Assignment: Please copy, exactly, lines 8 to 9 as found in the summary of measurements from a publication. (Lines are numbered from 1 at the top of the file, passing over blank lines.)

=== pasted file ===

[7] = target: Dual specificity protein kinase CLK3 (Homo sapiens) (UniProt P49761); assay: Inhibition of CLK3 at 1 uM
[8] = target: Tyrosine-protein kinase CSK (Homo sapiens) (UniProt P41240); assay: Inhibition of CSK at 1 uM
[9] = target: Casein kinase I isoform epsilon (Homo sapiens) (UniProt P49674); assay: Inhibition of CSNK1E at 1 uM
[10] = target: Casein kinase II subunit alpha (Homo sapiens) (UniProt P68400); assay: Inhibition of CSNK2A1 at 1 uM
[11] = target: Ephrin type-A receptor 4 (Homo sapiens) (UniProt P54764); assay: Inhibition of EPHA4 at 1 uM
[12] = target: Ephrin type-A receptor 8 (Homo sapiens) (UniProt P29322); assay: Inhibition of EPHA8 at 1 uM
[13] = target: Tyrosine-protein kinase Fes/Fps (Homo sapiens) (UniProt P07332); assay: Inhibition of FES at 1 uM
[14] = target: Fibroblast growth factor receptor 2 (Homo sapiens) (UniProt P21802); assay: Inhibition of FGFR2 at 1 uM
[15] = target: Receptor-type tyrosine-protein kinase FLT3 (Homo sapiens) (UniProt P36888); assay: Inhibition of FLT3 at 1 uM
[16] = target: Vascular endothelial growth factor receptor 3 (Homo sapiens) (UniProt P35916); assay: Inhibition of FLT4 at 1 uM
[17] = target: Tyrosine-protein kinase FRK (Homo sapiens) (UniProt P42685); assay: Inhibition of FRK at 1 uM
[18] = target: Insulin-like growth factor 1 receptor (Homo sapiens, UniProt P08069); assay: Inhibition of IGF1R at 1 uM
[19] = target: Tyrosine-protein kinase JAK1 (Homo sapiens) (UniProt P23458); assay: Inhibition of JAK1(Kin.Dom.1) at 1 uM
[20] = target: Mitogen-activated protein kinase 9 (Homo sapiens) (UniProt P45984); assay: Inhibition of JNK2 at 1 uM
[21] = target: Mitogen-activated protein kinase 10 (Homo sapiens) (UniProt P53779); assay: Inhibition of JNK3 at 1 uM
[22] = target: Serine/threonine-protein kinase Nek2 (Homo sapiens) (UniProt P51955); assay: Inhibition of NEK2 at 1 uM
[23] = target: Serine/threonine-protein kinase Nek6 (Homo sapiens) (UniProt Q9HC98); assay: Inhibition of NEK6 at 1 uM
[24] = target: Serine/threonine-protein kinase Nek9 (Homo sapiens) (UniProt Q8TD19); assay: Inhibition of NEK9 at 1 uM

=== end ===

[14] = target: Fibroblast growth factor receptor 2 (Homo sapiens) (UniProt P21802); assay: Inhibition of FGFR2 at 1 uM
[15] = target: Receptor-type tyrosine-protein kinase FLT3 (Homo sapiens) (UniProt P36888); assay: Inhibition of FLT3 at 1 uM